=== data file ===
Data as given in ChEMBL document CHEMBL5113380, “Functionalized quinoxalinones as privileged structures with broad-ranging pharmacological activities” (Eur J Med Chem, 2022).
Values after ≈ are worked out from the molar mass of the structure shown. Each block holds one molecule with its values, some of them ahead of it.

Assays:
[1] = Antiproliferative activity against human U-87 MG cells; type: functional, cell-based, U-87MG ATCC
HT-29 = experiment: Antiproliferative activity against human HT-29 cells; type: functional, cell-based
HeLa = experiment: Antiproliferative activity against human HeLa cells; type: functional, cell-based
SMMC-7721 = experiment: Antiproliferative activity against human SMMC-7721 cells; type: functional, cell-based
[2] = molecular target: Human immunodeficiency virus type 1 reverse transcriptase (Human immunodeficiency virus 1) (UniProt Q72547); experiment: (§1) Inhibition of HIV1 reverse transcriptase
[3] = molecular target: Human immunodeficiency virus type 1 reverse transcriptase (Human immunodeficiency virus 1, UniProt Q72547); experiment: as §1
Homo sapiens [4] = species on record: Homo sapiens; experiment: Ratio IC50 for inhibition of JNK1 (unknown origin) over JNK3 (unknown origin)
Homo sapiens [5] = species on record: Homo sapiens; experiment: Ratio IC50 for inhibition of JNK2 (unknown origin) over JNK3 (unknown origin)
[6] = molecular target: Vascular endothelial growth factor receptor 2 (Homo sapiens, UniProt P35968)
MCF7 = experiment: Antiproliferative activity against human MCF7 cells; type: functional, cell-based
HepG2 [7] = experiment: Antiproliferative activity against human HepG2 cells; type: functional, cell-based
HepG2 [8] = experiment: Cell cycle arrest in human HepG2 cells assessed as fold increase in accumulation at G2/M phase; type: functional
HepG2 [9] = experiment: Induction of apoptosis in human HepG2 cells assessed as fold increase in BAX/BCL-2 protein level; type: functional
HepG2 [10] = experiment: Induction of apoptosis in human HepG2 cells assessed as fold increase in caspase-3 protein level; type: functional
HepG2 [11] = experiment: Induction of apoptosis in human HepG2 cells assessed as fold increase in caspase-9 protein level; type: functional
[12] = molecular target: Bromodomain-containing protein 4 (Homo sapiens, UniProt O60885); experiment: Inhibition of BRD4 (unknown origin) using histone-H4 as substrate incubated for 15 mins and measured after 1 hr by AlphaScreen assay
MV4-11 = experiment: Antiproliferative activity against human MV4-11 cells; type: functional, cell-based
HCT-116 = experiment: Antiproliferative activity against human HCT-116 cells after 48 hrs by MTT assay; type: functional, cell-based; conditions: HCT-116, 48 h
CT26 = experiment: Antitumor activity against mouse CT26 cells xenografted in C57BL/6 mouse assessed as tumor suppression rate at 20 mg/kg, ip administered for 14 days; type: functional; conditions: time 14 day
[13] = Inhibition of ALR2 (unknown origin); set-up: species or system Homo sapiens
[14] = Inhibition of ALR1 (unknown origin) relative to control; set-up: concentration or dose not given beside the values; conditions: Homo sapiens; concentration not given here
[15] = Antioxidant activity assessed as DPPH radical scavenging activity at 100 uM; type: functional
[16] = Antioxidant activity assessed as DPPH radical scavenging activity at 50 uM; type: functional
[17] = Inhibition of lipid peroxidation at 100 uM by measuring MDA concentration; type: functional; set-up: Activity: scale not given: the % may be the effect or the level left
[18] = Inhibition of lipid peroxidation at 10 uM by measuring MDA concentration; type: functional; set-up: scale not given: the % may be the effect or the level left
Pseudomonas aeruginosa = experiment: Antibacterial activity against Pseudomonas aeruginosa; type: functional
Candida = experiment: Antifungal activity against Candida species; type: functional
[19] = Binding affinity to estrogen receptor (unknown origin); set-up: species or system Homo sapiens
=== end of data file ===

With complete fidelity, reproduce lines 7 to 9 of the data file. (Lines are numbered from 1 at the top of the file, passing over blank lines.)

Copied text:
SMMC-7721 = experiment: Antiproliferative activity against human SMMC-7721 cells; type: functional, cell-based
[2] = molecular target: Human immunodeficiency virus type 1 reverse transcriptase (Human immunodeficiency virus 1) (UniProt Q72547); experiment: (§1) Inhibition of HIV1 reverse transcriptase
[3] = molecular target: Human immunodeficiency virus type 1 reverse transcriptase (Human immunodeficiency virus 1, UniProt Q72547); experiment: as §1